Q & A: Bad to the Bone

Blog Post
Taking a hint and the lead from fellow blogger, Juliette, I’m going to do a few interviews and will post them here. I’m not speaking to anyone who participates in my blog. Perhaps you will find it interesting. Perhaps not. I’m simply throwing spaghetti against the wall to see if it sticks. Since Jules and I move in different circles, the people I pick and their reactions to the questions asked may be different than hers. If you’re interested, I’ll keep doing them now and again.
Editorial Overview: I’ve known G. D. for many years and his picture should be in the dictionary next to the definition of “bad ass”. He has been and done many things in his life from government wet work to mercenary work to membership in a notorious outlaw motorcycle gang. He’s an accomplished designer, artist and engineer. We met under unusual circumstances. When we met, he’d taken the name (not G. D.) of a man whose headstone proclaimed that he was buried under that sod – but there were only weighted bags in the USGOV coffin. That particular man died in a foreign field and G. D. was there as witness to the event. He’d been buried by people that had been hunting and ultimately killed him.

Name: G. D.

Country: USA
Age and gender: 75, male
Uniformed military service: US Air Force, 6 years enlisted, (E-5) Staff Sergeant

Formal education: Mass. Institute of Technology – BA

Informal education: University of Adversity

Occupation: Engineer

Times married/current status: Once/single

Children: One boy

Do you believe in God? What is your religion?

What is the worst thing you’ve ever done?
Killed people who were innocent of any crime except for coming after me.

Editorial caveat: The event that G. D. refers to took place in Peru in the late 1960’s when he was in a place and doing things that USGOV would have denied involvement in. I have knowledge of the circumstances and while the killing may be regrettable, it could be filed under ‘self defense’.

What is your greatest achievement?

Living “off the grid” for the past forty years. It might sound trivial, but in our present world, it’s extremely challenging.

Editorial caveat: He has no phone, no credit cards, works for cash, pays cash, etc. He has a driver’s license that comes back to an address 25 years old, and the vehicles that he drives are not registered to him. He doesn’t own land, doesn’t vote, etc.

Over the past 12 months, what has been your greatest challenge?

I roller skated through Death Valley (about 100 miles). I’ve done it every five years for the past twenty and I think that this last outing will be my very last. It’s tough to do at 75.

If you could go back in time to age 20 with your current life experience, what would you do differently?:

I think that I would have been a better father to my son. 

Editorial caveat: His son is in prison, serving a long sentence.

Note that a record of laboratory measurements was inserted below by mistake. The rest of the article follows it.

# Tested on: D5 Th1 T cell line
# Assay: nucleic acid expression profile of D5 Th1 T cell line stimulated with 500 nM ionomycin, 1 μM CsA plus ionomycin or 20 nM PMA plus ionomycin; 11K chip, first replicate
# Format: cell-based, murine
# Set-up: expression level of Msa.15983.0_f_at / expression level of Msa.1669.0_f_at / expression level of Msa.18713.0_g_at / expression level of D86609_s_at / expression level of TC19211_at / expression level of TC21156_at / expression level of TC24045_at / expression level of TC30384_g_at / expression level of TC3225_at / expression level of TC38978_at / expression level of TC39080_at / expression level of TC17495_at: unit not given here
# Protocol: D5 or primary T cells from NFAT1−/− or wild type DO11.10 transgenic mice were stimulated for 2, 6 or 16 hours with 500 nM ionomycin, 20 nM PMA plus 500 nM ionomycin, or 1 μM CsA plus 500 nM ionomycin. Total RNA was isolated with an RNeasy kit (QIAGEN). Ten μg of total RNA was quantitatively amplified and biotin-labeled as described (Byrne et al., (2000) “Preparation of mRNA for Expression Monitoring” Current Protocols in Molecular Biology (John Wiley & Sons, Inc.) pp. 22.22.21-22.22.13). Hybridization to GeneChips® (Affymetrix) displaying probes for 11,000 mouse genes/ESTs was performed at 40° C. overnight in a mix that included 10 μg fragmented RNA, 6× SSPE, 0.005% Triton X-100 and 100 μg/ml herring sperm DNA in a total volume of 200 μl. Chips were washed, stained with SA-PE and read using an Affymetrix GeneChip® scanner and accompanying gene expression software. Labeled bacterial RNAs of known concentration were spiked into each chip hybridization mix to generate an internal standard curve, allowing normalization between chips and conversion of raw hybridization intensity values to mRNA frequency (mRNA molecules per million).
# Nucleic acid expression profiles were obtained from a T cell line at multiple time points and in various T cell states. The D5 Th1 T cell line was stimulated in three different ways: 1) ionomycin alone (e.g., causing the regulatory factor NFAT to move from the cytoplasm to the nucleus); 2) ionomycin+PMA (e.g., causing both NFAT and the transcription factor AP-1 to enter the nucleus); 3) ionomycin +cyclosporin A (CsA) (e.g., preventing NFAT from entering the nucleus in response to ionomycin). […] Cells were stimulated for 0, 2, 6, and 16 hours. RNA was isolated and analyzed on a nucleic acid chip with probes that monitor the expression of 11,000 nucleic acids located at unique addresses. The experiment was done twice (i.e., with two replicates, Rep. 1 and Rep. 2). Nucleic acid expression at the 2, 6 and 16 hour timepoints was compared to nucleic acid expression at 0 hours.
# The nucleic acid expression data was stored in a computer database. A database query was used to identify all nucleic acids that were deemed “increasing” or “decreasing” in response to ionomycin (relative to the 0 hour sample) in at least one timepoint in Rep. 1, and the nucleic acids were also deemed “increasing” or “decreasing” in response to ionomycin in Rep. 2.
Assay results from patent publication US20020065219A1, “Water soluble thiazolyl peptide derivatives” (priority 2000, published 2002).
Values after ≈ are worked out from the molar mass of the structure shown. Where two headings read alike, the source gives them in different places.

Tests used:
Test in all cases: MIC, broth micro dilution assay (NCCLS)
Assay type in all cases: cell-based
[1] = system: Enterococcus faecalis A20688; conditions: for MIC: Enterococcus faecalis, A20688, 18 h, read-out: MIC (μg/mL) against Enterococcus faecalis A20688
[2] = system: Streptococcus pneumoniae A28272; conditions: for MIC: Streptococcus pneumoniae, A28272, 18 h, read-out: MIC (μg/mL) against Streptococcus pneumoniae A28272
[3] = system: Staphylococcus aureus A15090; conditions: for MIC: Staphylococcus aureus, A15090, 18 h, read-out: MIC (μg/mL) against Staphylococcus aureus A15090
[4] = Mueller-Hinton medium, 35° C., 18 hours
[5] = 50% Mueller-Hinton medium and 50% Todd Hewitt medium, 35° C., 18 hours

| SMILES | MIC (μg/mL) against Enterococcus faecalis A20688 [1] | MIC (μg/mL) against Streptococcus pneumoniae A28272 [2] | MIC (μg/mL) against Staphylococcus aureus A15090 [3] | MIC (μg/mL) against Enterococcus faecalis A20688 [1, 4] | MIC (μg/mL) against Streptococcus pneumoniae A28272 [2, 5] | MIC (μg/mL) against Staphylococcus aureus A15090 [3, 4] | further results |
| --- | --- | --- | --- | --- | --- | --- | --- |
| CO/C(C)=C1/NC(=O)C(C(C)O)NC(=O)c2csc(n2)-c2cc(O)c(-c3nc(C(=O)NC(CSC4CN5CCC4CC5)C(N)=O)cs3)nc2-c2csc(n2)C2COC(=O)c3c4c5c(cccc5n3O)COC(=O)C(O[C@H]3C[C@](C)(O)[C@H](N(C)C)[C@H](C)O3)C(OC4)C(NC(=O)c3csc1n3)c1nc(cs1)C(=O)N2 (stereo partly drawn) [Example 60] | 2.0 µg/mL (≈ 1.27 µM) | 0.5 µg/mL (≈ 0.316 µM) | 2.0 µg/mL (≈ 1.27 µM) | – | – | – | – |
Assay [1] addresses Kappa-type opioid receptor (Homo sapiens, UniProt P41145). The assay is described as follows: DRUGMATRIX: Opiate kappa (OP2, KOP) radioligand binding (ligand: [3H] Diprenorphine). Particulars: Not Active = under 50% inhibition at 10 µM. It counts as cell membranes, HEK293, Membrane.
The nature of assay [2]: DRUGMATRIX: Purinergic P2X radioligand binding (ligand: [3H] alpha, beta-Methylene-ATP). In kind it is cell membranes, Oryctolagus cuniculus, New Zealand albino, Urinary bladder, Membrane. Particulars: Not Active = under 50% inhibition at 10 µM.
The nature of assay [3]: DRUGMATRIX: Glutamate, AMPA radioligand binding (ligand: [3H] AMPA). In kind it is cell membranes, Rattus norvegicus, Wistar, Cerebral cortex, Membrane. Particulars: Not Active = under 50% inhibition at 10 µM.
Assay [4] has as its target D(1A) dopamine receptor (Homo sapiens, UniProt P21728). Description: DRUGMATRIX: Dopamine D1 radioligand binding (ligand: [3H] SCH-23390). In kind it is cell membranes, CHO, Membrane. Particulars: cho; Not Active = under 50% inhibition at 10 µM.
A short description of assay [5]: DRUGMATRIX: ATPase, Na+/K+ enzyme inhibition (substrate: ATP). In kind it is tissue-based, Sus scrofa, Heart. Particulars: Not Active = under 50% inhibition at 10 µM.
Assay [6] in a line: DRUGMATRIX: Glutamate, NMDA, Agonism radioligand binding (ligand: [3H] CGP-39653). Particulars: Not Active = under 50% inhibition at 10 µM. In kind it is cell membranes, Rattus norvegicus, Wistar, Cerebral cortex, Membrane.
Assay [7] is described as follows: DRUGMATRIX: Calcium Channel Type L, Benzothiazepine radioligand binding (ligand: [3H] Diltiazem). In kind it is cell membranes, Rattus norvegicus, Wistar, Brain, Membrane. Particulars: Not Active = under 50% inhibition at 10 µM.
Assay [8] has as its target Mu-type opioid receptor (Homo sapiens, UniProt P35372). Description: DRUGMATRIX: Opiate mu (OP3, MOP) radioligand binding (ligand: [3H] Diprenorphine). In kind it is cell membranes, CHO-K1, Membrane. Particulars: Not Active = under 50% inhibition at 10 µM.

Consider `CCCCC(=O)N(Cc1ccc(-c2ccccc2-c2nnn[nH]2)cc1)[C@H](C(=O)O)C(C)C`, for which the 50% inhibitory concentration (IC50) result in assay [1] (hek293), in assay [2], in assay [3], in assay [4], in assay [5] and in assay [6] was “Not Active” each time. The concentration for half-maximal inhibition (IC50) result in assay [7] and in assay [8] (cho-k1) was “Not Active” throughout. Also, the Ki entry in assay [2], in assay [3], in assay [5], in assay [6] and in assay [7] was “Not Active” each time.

There is a 15 year old standing in front of you. What life advice would you give him/her?

Be your own person, be true to yourself and never pass up the opportunity to help somebody in need.

When you are an elderly person, sitting in your rocking chair and you look back on your life, what do you want to have achieved?

I think that I’m there. And I think that I’ve done it.

What is the meaning of life?

Ask me in 25 years.

20 thoughts on “Q & A: Bad to the Bone

  1. Your circle of friends certainly covers the spectrum, LL: from Big Bang Theory weenie egg heads at Cal Tech to a bonafide stone cold killer hermit.

    I would guess anybody inbetween those extremes that tries to talk to you, you would probably tell them to take a hike.

  2. WoFat fits in that circle too. Actually I have a broad spectrum of friends. I simply don't exclude fringe elements.

  3. He's a very fun guy. He designs "advanced human powered vehicles" which is a way of saying, fancy bicycles which are effortless to operate.

  4. WoFat, I dare not give Wild Bill this questionnaire. 10 wives, most of them overlapping by two or three, children spread from hell to breakfast, hamlet pacification in Viet Nam, and extreme holy man with everything in between.

  5. Wild Bill would not be believed by many people – even those who were in the same room with him when things started to happen. The response can be, "What was that? Who's he? That didn't happen." Or simply "SHIT!!!"

  6. Yes, I've been there myself and even I don't believe it.

    He has re-made himself a number of times, and now he's "His Holiness".

  7. I think that he needs to move into your guest room along with the pregnant nun and start his own snake church… Judy wouldn't mind a bit if there were poisonous reptiles slithering down the halls of your mansion. Not when compared with the luminous personage of Himself.

  8. That's great if he is good with it on his own terms.
    From your reply to LSP he sounds like an interesting character!

  9. Not exactly the Career/Life path one would typically expect of an MIT Grad, but hey, why not?

  10. I would put it to her as "our" suggestion. I don't want to die alone, in the cold, painfully.

  11. He's content with his life. He's had a number of loves, a vast number of adventures, and he's still charging hard. He is not a hermit at all. He simply lives off the grid in a town north of LA on the California coast where he is well regarded and some would say, loved. He doesn't drink or have vices, unless exercise is a vice. He surfs almost daily.

  12. Yes, he does just fine. Everyone needs to follow their own vision, not necessarily the one that society advised the to follow.

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